back to blogging
Topic: some days are pretty good
I am going to put aside the book I was reading about Minnesota geology for a while and take up that study again when I get a more current text. Not that I regret reading this one. Just because Minnesota doesn't have a lot of gem material doesn't mean there isn't a lot to ponder. I love mysteries. A big one is, what's under all that glacial drift? Diamonds? Maybe something we can't even imagine.... But now I think I will scan the field guide to minerals for a while, and maybe later read a book about tektites.
I am thinking more about purchasing molds for making fossil replicas, and growing crystals.
Most "rockhounds" (there's that detestable word again) have a special field of interest. I guess I like odd things. Curiosities. Fossils, crystals, rocks used for tools by human beings. I am not completely turned off by the metaphysical aspects. Some beautiful objects have been made or discovered that satisfy the natural healer's needs. And sometimes I think it would be challenging to pound rocks and glass into little pieces and make mosaics.
But the average person (and I'm quite average) needs a grounding in the basics, and needs to review now and then. And so I open this book called Minerals of the World....
The first few chapters are about igneous, sedimentary and metamorphic rocks, crystal habits, atoms, and lunar rocks. I am more interested in keeping the nomenclature straight. It has always confused me.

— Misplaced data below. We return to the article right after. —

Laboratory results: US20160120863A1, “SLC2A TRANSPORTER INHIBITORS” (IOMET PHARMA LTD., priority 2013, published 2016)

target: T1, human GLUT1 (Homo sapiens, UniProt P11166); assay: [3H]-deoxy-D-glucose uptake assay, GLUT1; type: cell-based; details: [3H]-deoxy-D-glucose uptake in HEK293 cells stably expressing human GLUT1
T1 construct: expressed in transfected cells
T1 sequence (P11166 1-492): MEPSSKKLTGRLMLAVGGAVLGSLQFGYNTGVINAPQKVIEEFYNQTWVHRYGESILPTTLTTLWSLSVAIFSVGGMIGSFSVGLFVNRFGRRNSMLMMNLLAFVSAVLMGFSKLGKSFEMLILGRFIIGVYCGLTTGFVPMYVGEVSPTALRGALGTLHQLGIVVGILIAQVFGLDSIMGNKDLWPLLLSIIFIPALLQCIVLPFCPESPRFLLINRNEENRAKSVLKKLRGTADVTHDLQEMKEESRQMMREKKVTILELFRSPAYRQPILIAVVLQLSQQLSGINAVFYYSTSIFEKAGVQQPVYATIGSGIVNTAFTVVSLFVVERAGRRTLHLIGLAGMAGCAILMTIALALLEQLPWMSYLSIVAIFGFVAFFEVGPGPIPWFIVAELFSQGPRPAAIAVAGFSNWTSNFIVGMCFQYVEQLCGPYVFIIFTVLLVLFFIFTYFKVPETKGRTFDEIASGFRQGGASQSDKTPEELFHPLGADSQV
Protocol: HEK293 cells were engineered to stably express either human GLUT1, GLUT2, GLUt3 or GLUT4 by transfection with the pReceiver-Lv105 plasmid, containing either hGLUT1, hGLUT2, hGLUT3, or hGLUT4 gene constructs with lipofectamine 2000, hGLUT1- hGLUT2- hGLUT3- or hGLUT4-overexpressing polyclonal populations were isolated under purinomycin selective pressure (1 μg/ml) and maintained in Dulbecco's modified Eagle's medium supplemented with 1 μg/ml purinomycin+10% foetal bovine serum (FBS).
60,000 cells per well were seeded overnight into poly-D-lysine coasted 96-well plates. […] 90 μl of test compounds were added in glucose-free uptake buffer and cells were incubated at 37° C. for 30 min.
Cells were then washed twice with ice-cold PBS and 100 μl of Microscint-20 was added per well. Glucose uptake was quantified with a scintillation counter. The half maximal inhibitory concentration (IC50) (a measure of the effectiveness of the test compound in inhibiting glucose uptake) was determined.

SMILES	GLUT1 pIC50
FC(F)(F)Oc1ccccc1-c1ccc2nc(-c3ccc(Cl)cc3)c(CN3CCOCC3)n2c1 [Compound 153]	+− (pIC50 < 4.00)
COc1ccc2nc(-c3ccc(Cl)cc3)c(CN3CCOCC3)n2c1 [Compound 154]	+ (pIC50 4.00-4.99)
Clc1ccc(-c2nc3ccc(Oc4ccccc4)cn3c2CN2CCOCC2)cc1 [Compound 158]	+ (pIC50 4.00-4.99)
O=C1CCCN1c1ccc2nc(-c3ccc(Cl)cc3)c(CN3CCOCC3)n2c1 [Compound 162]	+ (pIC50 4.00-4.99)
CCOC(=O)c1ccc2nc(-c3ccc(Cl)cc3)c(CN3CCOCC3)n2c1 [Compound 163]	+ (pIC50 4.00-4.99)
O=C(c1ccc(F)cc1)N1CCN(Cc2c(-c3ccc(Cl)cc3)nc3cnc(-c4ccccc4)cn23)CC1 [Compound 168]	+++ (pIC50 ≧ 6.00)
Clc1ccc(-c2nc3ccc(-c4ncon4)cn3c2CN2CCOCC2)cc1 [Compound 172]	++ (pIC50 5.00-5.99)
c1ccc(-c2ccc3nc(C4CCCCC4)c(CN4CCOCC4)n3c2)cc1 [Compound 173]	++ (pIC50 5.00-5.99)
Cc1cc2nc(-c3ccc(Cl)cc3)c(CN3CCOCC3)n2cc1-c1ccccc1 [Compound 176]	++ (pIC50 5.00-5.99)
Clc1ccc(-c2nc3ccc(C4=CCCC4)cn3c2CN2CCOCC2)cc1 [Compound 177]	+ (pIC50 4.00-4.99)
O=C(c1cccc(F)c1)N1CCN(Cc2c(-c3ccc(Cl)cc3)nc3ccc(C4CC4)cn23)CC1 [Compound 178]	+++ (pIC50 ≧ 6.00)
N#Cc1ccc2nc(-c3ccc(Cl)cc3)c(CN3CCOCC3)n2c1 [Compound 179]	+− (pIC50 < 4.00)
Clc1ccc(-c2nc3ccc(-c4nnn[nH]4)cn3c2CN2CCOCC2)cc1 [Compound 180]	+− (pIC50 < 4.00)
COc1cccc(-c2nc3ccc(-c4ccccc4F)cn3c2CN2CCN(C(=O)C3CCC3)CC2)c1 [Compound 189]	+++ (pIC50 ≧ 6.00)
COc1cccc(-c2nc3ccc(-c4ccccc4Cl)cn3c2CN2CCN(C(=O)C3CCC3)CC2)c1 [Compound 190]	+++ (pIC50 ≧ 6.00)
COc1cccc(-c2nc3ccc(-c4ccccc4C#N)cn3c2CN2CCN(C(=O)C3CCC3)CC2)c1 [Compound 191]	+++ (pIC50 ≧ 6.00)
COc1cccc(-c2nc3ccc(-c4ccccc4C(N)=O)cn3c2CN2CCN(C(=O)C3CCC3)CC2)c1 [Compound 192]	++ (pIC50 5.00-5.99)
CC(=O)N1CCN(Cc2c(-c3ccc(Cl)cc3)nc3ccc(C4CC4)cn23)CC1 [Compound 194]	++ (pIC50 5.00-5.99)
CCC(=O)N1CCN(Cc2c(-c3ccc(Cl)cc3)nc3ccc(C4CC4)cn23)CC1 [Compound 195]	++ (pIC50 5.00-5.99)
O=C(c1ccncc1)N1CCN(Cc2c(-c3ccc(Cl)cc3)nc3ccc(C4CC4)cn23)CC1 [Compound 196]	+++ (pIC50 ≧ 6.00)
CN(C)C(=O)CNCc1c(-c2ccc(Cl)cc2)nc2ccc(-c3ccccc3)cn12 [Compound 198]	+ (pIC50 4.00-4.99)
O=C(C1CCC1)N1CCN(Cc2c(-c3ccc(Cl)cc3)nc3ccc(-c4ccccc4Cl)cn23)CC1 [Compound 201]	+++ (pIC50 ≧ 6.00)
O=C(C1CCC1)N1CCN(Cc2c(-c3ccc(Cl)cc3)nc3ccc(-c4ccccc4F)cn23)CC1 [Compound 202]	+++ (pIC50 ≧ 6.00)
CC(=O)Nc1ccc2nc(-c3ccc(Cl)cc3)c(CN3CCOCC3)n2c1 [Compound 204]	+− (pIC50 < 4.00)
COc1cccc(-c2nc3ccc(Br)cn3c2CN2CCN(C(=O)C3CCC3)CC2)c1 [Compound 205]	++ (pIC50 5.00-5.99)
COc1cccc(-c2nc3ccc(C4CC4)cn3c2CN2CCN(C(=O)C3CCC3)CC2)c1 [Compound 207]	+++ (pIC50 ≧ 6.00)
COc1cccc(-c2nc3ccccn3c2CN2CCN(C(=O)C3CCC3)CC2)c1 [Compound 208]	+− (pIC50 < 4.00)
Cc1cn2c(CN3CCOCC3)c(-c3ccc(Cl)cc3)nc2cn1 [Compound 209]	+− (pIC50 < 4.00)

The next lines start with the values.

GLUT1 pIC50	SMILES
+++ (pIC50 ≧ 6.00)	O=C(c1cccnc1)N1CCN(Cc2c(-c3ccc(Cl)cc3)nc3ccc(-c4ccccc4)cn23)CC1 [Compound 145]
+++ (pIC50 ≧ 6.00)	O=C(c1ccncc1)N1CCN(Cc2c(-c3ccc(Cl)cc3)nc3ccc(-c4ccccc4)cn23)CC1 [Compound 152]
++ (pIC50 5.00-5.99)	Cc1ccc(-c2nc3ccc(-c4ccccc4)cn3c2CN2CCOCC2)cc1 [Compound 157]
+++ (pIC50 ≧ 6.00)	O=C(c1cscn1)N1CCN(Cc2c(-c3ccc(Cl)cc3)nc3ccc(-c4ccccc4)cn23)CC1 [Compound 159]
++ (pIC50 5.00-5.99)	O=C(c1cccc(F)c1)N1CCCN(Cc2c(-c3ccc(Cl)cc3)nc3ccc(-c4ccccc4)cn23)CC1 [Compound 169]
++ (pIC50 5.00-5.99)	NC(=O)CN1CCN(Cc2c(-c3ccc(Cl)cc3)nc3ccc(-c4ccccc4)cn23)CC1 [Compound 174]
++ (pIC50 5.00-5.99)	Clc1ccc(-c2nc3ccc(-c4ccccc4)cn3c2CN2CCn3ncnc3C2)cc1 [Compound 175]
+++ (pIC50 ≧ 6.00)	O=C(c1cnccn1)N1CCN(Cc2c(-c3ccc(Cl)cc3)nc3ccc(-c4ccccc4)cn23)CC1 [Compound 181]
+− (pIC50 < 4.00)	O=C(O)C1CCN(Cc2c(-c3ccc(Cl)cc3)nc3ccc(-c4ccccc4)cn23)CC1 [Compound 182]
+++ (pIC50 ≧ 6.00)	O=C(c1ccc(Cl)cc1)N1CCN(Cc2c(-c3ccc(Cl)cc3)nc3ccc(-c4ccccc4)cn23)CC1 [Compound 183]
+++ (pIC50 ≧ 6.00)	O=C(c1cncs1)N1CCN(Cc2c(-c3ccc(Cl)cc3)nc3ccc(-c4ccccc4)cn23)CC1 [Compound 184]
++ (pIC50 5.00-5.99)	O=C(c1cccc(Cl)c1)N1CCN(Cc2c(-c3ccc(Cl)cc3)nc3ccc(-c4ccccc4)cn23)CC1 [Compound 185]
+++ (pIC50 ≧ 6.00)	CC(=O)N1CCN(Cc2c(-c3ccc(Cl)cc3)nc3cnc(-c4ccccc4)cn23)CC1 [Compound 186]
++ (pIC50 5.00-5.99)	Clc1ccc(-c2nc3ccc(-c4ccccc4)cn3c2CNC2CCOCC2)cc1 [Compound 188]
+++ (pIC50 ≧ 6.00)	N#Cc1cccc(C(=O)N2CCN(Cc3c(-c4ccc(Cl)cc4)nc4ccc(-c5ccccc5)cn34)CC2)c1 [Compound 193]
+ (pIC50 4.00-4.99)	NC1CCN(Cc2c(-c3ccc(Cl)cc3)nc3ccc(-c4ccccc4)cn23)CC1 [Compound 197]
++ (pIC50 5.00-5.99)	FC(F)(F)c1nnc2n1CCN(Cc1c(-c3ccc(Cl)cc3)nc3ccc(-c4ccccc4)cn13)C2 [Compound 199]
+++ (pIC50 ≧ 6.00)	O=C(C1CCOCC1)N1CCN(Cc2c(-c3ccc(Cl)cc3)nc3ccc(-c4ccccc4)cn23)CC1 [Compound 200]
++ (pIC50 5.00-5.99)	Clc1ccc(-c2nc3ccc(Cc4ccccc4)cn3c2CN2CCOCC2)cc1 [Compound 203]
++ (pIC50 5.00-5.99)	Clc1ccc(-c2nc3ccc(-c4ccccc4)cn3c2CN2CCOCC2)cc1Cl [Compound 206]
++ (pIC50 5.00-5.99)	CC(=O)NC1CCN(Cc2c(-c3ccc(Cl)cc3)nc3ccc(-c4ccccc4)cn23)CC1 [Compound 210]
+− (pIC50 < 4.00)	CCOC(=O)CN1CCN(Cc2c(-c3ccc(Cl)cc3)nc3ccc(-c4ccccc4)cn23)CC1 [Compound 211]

The chemicals that occur in pure, uncombined form in the earth's crusts are called native elements. These are divided into three groups: metals, non-metals and semi-metals.
The metals considered in the book are gold, silver, copper, mercury, lead, platinum, tin and iron. The non-metals are carbon (both diamonds and graphite are forms of pure carbon) and sulfur. The semi-metals have properties between metal and non-metal and include antimony, arsenic and bismuth. Have you got that straight? I am considering what I have in my collection that falls into the native elements category. I sold my silver ore but I can get more...somewhere. I have gold and pyrite in a polished slab. Some copper ores. No platinum, plenty of iron but perhaps not the native iron except in one meteorite. I don't know where my mother's diamond ring went to but it might be around somewhere. It was small and not worth a lot of money. Sulfur crystals would be a fine addition to my collection, as would synthetic bismuth crystals (they're cool) and botryoidal arsenic. Time to get cracking if I want a comprehensive collection......
I went to a church meeting last night to propose a writers' workshop facilitated by a professional outsider. The idea was ok but there is no money for it except if the participants pay tuition. One person said he hated poetry. Somehow I have the feeling that even after the church loan is paid up, there won't be money for anything that "they" don't feel is important....Hoffs Rock Shop